Be Still

According to recent studies the average iPhone user touches his or her phone 2,617 times a day. [1]

Research shows each user to be on his or her phone for an average of four hours and 25 minutes each day. [2]

With all of our digital consumption and our attention given to our smart phones, our actual attention span is dropping. According to an article from Time Magazine, our average attention span in the year 2,000 was 12 seconds. Since the digital revolution our attention span has decreased by four seconds, leaving us at an average of eight seconds — one second less than the attention span of a goldfish. [3]

So, can we just be honest?

We are distracted.

We are hurried.

We are tired.

And we’re only ramping up.

We run from appointment to appointment, meeting to meeting, the gym to the office to the little league practice field, to the fast food restaurant, and just when we finally start to slow down and give our minds a minute to settle, we turn on Netflix or scroll through social media until we finally fall asleep.

And it’s not just those in the workplace or with busy family schedules. I have heard students in our church say that silence frightens them. To slow down and be quiet is to invite anxiety, loneliness, and even depression.

You may relate. How many friends do you know who can sit in silence for 10 minutes? How many of you have to have something making noise in order to fall sleep like box fans, white-noise apps, or ceiling fans?

We can’t even bear stillness and silence in our subconscious.

Meanwhile, the Psalmist writes:

“Be still, and know that I am God.
I will be exalted among the nations,
I will be exalted in the earth!” – Psalm 46:10

There’s a glaring contradiction between the unhurried, undistracted life of presence Scripture calls us to live, and the life we actually live in 21st century America.

But, for many of us, this is where the excuses start to flow.

The writers of the Bible had no idea what it would be like to live in today’s fast paced world.
Silence and stillness sound great, but you don’t know the kind of life I live, and the kind of pressures being put on me.

Things are different these days, “the times, they are a-changin’,” and if we don’t change with them we’ll fall behind.

If that’s you, I hear you. And I feel those same emotions. And, if you think for a minute that things today are frenetic and fast paced, and that being still and silent before the Lord is harder now than ever… you’d be right.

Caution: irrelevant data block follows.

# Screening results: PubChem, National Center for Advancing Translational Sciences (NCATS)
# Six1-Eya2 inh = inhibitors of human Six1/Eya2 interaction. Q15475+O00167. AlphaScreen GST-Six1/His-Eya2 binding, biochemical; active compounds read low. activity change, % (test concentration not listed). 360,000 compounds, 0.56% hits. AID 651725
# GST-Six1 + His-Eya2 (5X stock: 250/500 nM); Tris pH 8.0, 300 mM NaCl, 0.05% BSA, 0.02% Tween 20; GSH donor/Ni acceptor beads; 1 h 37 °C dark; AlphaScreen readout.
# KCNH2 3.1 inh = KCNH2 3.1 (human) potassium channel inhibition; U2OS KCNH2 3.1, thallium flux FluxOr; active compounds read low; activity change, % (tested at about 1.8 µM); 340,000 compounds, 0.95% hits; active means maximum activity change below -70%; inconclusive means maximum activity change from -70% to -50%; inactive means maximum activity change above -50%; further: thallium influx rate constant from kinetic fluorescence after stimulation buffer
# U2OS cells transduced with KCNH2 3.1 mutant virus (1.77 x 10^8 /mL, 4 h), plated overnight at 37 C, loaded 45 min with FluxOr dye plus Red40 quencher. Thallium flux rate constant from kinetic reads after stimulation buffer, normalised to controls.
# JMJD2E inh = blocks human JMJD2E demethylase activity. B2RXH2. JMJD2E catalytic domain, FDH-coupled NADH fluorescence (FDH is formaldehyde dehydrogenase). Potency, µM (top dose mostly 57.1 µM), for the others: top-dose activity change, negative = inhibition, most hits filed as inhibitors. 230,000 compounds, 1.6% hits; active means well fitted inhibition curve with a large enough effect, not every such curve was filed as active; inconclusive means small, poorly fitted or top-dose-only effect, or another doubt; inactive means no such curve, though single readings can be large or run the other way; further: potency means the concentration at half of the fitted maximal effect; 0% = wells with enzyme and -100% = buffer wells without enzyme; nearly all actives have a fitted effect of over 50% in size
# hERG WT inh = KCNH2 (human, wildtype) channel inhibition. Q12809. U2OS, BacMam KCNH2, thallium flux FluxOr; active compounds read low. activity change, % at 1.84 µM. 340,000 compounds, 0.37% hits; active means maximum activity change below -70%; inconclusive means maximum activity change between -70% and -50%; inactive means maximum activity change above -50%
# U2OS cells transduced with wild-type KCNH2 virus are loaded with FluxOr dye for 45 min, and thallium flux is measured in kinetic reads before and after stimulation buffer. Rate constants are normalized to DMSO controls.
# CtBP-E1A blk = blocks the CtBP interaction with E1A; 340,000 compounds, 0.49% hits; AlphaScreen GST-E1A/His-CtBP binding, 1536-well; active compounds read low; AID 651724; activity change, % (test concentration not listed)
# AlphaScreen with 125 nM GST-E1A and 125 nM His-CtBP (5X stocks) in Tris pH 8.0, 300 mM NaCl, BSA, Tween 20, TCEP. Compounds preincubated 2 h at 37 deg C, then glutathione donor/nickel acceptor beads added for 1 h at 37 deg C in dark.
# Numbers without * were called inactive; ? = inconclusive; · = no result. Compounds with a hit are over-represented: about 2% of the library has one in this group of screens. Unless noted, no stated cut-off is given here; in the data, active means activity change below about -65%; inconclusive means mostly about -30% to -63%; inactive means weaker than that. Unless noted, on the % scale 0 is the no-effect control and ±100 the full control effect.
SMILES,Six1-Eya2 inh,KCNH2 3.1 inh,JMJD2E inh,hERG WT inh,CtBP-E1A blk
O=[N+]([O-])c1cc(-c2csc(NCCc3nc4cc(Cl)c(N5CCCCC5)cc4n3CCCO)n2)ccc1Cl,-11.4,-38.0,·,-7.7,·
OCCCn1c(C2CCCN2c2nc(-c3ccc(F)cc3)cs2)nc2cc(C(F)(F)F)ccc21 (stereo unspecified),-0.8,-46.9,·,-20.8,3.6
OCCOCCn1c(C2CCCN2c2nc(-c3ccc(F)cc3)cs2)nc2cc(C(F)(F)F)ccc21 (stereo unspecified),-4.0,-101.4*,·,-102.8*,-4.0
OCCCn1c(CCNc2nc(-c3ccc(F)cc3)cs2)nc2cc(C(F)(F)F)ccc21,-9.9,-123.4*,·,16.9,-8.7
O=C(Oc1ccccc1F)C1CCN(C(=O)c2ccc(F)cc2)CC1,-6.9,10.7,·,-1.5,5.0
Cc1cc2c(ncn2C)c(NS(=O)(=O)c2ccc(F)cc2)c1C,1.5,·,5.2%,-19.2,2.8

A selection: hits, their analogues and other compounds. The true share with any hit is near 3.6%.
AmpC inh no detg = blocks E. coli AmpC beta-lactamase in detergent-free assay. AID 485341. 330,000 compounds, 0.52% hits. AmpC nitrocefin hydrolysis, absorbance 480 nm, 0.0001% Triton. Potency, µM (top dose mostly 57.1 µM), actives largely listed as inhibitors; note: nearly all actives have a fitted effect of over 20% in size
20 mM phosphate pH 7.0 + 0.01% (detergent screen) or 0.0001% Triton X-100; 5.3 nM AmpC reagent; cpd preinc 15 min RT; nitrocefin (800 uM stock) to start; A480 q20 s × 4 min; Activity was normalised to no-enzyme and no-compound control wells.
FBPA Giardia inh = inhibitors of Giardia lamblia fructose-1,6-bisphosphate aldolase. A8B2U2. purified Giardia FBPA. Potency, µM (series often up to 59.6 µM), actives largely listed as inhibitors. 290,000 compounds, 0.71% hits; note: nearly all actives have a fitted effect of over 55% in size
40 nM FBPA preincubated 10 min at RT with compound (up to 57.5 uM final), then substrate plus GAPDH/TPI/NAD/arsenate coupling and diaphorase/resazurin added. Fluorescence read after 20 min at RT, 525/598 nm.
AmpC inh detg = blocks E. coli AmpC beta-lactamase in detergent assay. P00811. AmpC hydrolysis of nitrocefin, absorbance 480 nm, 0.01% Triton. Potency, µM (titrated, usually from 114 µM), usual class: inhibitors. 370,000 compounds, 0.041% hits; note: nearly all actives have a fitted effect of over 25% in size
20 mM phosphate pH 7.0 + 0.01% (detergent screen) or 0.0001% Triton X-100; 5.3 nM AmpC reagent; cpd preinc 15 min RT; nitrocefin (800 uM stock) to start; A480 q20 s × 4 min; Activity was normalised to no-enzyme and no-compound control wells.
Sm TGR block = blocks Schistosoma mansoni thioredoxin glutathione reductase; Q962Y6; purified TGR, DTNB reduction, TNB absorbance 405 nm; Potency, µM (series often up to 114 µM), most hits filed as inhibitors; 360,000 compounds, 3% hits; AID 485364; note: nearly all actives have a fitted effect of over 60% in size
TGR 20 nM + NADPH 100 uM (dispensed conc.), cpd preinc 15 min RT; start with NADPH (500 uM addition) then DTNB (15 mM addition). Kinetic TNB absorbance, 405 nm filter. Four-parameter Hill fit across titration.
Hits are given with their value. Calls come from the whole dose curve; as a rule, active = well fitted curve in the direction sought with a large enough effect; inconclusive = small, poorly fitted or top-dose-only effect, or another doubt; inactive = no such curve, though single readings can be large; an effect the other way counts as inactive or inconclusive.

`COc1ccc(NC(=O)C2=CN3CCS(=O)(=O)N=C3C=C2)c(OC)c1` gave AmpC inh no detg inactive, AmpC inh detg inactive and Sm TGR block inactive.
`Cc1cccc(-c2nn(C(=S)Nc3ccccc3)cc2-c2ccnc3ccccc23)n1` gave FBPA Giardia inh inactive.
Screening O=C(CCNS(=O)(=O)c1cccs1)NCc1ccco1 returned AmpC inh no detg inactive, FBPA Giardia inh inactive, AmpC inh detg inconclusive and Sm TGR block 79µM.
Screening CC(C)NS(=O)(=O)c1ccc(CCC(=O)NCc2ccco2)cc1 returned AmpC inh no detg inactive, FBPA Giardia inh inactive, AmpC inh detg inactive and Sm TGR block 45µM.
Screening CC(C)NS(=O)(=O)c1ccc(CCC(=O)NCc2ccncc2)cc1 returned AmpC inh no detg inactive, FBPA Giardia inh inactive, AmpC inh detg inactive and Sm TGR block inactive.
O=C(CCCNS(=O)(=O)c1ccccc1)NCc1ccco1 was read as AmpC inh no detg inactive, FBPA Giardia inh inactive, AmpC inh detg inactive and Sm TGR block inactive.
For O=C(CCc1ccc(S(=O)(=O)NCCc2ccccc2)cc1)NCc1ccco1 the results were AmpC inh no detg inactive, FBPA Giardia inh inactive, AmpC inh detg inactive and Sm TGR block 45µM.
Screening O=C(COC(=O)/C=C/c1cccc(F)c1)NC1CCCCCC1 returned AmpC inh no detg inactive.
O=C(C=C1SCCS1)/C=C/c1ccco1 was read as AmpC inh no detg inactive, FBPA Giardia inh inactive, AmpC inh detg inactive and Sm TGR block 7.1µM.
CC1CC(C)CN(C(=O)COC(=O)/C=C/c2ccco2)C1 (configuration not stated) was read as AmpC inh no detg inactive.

However, that doesn’t mean that stillness before God is a rhythm that is completely out of reach.

Here are some of the other sentiments in that same Psalm:

God is our refuge and strength,
a very present help in trouble.
Therefore we will not fear though the earth gives way,
though the mountains be moved into the heart of the sea,
though its waters roar and foam,
though the mountains tremble at its swelling. – Psalm 46:1-3

And again,

The nations rage, the kingdoms totter;
he utters his voice, the earth melts.
The Lord of hosts is with us;
the God of Jacob is our fortress. – Psalm 46:6-7

The Psalmist seems to describe a terrifying reality of war, natural disaster, political unrest, and near-apocalyptic global events, and a stillness, rest, and peace in the God who is present, in control, and still worthy of attention and affection amidst the chaos.

What am I getting at?

I’m saying that the invitation is not to ignore the busyness, hurry, worry, and turbulence of life, but to find moments of stillness and silence in the midst of them.

Small daily disciplines of silence can actually restructure the pathways in our brain to slow down and be still throughout the rest of our day.

So how do we do that?

As a church we use the acronym B.R.E.A.D. as a tool to prayerfully encounter God through the scriptures.

And this acronym begins with B – Be Still.

Silence and solitude are not an additive to a busy life in order to make it easier. They are a lifeline to cling to in order to flourish.

We know digital escapism isn’t the answer.

We’re learning that more work, events, or distractions aren’t the solution.

But maybe, just maybe, five minutes of “being still and knowing [he is] God,” in the morning could actually start to change the way we live the other 1,435 minutes of our day.

Maybe, just maybe, 10 minutes of breathing deep and being quiet before we look at our smart phones could actually change the pathways of our psychological condition.

Maybe, just maybe being still and silent for 15 minutes before the kids wake up and the chaos of the day begins could change the way we read the Bible, change the way we encounter God, and even change the way we live.

“Be still and know that I am God.”



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Tanner Smith
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